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Re: Welcome, Zhuchengceratops!

> So in a way, Sarah Palin was right. :-)

I wouldn't quite put it that way... :-) but there is indeed no tectonic feature at all that lines up with the Bering Strait. The Bering Strait is an epicontinental sea that falls dry every ice age. The plate boundary between North America and Eurasia is the Lena valley. The Lena delta is the rotation point; north of it, NA and Eurasia drift apart (widening the Atlantic and Arctic Oceans), south of it they drift together (creating the Verkhoyansk mountains.

OK, let's make it more complicated. The North American craton (the solid, Precambrian continent; the granite slab) doesn't reach all the way west, it ends at the Rocky Mountains. The space between there and the Lena consists of accreted terranes. IIRC, the boundary between two of these runs through the Bering Strait -- _at a right angle_, east-west instead of north-south.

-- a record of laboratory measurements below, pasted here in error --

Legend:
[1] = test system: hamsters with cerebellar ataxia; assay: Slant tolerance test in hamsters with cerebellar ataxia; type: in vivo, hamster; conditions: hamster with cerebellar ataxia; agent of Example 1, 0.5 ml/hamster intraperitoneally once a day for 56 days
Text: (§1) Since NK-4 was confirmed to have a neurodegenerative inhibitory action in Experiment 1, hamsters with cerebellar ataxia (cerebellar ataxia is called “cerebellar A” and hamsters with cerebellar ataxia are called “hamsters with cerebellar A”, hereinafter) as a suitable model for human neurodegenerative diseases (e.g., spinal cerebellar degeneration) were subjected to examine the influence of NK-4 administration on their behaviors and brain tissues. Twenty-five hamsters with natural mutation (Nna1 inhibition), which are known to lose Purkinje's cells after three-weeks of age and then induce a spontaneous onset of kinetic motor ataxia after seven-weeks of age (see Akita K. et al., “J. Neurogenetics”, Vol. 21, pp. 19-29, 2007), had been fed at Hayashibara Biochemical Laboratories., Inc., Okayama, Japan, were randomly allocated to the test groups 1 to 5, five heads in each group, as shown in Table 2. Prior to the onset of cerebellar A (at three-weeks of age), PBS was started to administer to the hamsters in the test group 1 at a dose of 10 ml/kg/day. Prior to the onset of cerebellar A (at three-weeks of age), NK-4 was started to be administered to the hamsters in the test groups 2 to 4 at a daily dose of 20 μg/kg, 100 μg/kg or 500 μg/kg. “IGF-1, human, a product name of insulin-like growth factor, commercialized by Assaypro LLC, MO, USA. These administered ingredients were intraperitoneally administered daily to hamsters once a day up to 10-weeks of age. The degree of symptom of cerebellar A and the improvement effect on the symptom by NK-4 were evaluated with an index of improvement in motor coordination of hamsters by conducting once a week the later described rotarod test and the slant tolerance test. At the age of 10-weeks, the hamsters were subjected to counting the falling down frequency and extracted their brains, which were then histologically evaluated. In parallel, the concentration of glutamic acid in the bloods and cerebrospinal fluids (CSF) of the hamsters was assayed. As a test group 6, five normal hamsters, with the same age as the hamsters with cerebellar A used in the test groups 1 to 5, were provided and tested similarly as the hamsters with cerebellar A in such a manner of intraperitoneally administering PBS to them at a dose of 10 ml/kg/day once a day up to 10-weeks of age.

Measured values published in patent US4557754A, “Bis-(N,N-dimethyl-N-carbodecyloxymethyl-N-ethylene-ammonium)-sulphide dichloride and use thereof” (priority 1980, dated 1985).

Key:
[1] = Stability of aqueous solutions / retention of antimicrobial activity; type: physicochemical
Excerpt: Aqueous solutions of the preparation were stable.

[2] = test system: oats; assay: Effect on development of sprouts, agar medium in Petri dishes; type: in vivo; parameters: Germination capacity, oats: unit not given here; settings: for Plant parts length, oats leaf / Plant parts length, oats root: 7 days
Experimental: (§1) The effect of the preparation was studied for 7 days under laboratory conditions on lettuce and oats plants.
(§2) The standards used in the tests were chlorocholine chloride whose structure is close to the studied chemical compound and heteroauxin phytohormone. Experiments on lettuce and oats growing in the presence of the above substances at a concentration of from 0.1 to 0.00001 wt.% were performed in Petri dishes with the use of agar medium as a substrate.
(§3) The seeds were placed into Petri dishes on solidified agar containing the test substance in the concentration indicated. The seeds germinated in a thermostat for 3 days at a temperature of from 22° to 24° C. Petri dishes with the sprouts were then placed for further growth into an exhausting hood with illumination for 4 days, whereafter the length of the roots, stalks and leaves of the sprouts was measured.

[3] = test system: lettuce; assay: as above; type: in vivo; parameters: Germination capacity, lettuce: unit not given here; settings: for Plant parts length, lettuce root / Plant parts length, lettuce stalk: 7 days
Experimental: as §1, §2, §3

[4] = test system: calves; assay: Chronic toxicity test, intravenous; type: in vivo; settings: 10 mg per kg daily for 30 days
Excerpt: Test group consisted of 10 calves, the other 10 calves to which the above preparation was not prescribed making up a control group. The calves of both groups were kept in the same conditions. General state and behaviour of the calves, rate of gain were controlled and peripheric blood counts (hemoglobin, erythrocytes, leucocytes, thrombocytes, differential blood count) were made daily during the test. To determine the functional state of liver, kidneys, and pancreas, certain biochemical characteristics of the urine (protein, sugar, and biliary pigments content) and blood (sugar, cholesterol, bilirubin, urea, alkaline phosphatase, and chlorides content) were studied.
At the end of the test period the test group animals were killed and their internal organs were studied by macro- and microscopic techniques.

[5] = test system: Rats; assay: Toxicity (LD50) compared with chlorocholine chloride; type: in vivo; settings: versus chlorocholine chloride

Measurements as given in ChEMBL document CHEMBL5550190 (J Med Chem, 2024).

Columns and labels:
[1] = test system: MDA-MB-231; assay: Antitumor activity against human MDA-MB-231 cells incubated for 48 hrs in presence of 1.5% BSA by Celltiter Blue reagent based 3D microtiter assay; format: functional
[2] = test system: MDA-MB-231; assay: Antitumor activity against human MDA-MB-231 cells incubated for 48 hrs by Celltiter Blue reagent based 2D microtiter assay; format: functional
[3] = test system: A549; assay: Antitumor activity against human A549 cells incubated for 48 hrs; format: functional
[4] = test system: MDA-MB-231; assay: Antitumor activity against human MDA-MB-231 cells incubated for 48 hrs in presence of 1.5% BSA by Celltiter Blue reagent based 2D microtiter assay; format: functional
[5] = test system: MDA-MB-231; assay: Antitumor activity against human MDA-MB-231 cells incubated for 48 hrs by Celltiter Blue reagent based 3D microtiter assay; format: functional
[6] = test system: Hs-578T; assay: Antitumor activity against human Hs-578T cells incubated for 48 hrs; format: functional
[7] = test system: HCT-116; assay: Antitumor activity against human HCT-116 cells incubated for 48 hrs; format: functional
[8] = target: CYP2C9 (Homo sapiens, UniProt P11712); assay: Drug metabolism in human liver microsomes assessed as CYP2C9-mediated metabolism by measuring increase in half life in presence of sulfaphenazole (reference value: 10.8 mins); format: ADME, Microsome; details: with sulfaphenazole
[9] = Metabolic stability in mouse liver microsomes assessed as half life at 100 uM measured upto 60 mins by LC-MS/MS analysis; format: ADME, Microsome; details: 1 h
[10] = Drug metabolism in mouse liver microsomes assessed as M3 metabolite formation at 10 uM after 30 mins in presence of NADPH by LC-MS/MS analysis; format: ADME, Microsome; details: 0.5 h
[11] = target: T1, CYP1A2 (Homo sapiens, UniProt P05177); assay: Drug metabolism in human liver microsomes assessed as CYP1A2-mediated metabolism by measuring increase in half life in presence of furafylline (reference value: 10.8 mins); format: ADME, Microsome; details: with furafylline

As someone interested in paleobiogeography, I'm really, really eager
 for more discoveries from this region. I'd been predicting that
 derived ceratopsians would be found in Asia since about 11 or 12
 years ago (as perhaps a fair few others have). Of course, it's the
 ecological *differences* that are truly illuminating, I think, even
 if the similarities serve to better underscore them.

It has long been suspected that the difference isn't geographic but ecological -- the "Asian" fauna of the Late Cretaceous is the dry-upland fauna in this view, and the "North American" one the wet-lowland fauna. This is supported by the Turonian of Uzbekistan -- wet lowland at the shore of the Turgay Sea -- which has yielded mammals similar to contemporaneous North American ones... and... *Turanoceratops*. There just was little evidence to really test this.